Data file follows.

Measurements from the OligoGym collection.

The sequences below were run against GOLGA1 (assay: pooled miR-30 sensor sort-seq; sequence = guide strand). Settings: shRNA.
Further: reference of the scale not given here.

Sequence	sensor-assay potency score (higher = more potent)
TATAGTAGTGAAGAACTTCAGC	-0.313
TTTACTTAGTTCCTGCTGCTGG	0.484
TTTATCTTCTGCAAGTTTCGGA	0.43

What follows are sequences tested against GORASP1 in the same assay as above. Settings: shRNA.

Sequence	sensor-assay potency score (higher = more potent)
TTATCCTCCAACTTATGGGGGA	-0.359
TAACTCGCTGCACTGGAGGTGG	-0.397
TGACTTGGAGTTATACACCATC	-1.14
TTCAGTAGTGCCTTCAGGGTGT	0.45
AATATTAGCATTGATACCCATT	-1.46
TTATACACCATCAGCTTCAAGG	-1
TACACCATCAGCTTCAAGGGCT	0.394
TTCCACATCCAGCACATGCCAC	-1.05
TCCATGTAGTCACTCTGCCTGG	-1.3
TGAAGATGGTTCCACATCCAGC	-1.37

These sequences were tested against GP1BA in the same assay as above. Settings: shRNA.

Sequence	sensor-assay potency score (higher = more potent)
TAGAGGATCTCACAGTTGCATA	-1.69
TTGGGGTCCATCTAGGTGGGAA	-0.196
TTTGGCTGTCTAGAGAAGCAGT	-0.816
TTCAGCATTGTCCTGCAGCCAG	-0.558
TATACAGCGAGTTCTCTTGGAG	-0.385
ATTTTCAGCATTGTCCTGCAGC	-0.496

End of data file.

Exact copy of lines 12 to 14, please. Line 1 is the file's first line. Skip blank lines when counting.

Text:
TGACTTGGAGTTATACACCATC	-1.14
TTCAGTAGTGCCTTCAGGGTGT	0.45
AATATTAGCATTGATACCCATT	-1.46